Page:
Do interracial marriages work?
Do interracial marriages work?
Multiracial relationships and marriages have changed a lot in the United States of America. As (Dalmage, 2000) acknowledges it started out with a painful history, which we are not celebrating, but remember and carry on. It has been a long way from slavery, rape and rejection to recent years when we get together out of love, admiration and respect (p. 5). One great example of multiracial acceptance and evolution of the society is President Barack Obama’s election. (Yancey & Lewis, 2009) emphasizes “This important phenomenon demonstrates how race relations has changed through the years and shapes who we are in this country. Even today, many perceive multiracial families as the hope for our future despite our racist past” (p. 1).
However, many still question the length of interracial unions. Throughout the history racial intermarriage brought suspiciousness and disapproval from both sides, from Black and White populations as well. It is on us, individuals to discover how these attitudes affect interracial partner choices and the marriage itself nowadays.
(Yancey & Lewis, 2009) observes the fact “interracial families are becoming a more significant part of our society and this population will continue to increase throughout the 21st century” (p. 2). The U.S. Census (2000) has found that while in 1960, the percentage of all marriages that were interracial was 0.39 percent, in 2000 the interracial couples made up 4.9 percent of the total (as sited in Yancey & Lewis, 2009). Goldstein (1999) asserted that one-fifth of all Americans have a close family member who is of a different race (as sited in Yancey & Lewis, 2009). Interracial marriages work in spite of race and culture differences, religious affiliation and the pressure from the outside world because love has no color, and we are moving toward a greater mix throughout the world with globalization.
(Dalmage, 2000) explains that in traditional thinking a good family is Christian and white and good families are the basic of a good society. “These ideologies and laws have existed side by side with laws denying African Americans (and others) the rights of marriage and family” (p. 3). Race has been constructed for inequality. As cited in (Dalmage, 2000), Silvia’s opinion is really explanative “I like the terms black and white because they are both equally impossible. Just as there are no coal-black people, there are no snow-white people either. And so you can see they’ve been constructed to mean what they mean” (p. 27).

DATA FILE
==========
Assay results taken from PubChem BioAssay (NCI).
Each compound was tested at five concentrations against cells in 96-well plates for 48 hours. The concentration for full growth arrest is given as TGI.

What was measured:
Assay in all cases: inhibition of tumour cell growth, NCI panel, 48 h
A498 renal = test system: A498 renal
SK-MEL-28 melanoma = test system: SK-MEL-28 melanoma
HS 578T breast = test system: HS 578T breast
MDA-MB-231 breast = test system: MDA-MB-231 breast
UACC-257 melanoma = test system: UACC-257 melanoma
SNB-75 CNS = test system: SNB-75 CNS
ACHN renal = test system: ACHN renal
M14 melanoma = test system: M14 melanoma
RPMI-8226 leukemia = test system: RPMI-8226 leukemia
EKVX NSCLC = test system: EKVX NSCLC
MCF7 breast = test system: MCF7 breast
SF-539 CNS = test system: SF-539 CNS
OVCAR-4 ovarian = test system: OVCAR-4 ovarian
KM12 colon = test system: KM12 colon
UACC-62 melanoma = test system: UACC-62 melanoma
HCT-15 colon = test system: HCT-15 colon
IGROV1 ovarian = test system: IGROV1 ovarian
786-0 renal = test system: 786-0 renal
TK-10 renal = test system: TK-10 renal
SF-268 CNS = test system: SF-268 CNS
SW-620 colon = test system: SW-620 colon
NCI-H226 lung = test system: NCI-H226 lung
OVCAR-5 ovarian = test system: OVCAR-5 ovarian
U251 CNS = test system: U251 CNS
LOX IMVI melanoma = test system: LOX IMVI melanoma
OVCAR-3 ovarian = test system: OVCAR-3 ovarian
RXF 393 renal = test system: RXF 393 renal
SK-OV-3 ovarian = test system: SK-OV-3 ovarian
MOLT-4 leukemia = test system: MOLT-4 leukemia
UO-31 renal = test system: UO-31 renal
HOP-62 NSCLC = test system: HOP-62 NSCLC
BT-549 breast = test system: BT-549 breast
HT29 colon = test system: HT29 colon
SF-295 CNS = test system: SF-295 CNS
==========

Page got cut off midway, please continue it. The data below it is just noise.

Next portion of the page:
Also, (Dalmage, 2000) points out “Unlike many whites, most black Americans are aware of the history of the one-drop rule and myth of white purity” (p. 5). The one-drop rule means that if someone has a black ancestor it makes him/her black as well. A great example as (Yancey & Lewis, 2009) noted is President Barack Obama. Even though he has a multiracial background (White mother and African father), he has been seen as Black (p. 1).
The history of racism does not apply only to the United States of America. (Benson, 1981) reports that “at various times in the history of black settlement in England, perhaps most notably in the 1950s, racial intermarriage has occupied an important place in popular consciousness”, interracial unions were considered a “social problem”. Up to the middle of the twentieth century, the predominantly male racial minority “have always drawn their sexual partners from the host population” (pp. 4-13).
There is inter-racialism in early modern literature since Shakespeare’s Othello. Othello is a black Moor, a highly esteemed general of Venice who is in love with Desdemona (a white girl). After a great series of misunderstanding and confusing situations the jealous Othello kills his
innocent wife and eventually himself. (Daileader, 2005) holds...
References: Benson, S. (1981). Ambiquous ethnicity. Cambridge University Press. Daileader, C.R. (2005). Racism, misogyny, and the Othello myth. Cambridge University Press. Dalmage, H.M. (2000). Tripping on the color line. Rutgers University Press.
Yancey, G., & Lewis, R. Jr. (2009). Interracial families: current concepts and controversies. Retrieved from University of Alabama, NetLibrary.
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